University of Chicago
A close friend of Jean-Luc Marion, Cardinal Lustiger was nicknamed “le bulldozer” for his efforts to rebuild the Church as Archbishop of Paris. He established new parishes, founded the “Ãcole Cathedrale,” created Radio Notre-Dame, founded a center for cultural dialogue in a 13th-century monastery building on the Left Bank, and published best-selling books, among them Dare to Believe. Lustiger’s work was rooted in the “French School” of spirituality of Cardinal Pierre de Barulle and Jean-Jacques Olier (founder of the Sulpicians). Lustiger was committed to deepening the French Church’s reconciliation with democracy and to strengthening relations with the Jewish people, to whom he belonged by birth.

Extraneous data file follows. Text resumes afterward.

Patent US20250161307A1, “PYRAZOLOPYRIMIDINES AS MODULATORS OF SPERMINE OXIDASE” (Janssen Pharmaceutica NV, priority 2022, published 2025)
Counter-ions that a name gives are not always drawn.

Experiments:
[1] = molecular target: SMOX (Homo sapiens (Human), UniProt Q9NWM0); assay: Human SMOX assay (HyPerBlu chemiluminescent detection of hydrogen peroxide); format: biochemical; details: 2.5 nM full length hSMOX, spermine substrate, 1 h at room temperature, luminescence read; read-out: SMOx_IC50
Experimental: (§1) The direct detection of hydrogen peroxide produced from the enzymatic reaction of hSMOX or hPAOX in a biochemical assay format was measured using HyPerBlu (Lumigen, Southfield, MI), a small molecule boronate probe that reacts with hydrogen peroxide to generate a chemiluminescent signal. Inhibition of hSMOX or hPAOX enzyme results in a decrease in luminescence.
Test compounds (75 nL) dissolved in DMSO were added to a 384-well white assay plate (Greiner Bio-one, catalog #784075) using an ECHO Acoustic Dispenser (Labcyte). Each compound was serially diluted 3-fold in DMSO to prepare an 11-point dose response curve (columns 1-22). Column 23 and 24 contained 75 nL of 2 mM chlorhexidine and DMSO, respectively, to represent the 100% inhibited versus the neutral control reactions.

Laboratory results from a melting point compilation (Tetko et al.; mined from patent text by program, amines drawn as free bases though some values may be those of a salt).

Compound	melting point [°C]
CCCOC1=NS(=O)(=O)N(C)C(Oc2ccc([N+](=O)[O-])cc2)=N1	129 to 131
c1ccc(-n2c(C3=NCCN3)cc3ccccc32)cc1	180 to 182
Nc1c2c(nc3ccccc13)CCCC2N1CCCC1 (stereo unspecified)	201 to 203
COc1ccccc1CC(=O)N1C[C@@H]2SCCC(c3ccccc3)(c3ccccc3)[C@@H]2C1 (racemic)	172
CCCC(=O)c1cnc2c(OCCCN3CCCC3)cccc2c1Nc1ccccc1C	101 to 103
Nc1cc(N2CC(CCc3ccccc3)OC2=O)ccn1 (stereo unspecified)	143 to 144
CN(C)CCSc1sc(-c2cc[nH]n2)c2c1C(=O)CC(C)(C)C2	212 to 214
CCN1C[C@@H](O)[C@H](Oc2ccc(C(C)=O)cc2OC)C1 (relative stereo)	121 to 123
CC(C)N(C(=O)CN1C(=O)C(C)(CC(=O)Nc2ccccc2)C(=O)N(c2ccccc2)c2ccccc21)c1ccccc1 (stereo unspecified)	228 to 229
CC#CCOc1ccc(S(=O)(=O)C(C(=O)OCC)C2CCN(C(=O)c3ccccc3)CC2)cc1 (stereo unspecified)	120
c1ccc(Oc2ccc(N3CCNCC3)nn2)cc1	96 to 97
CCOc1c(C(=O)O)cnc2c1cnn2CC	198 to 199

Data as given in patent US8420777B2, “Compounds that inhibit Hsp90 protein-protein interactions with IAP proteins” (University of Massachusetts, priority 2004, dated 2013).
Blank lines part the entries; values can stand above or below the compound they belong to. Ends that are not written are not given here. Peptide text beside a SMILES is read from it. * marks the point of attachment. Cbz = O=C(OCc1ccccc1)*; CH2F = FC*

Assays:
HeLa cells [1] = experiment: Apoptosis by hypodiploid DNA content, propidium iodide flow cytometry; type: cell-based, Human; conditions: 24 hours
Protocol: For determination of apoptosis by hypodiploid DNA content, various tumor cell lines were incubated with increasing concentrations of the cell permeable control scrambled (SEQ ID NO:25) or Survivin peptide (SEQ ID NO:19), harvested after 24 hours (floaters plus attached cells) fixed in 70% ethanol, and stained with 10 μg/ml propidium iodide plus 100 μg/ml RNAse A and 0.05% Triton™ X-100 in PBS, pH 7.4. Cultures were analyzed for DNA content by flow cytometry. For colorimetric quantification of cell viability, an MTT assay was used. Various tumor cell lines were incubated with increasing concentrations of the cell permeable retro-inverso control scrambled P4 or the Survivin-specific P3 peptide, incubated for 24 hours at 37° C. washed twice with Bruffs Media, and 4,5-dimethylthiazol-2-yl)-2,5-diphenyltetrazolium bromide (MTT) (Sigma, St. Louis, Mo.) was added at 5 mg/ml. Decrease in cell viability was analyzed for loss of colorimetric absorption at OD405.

**Part of the Alliance’s “April in Paris” series**
Jean-Luc Marion is the Thomas Greeley and Grace McNichols Greeley Professor of Catholic Studies and Professor of the Philosophy of Religions and Theology and professor in the Committee on Social Thought and the Department of Philosophy at the University of Chicago, and holds the Dominique Dubarle chair at the Institut Catholique de Paris. He is also Professor Emeritus of Modern Philosophy and Metaphysics at the University of Paris IV (Sorbonne) and is a member of the Académie Française. Among his books are In the Self’s Place: The Approach of Saint Augustine, God Without Being, and The Erotic Phenomenon. In 2014 he delivered the Gifford Lectures on Givenness and Revelation.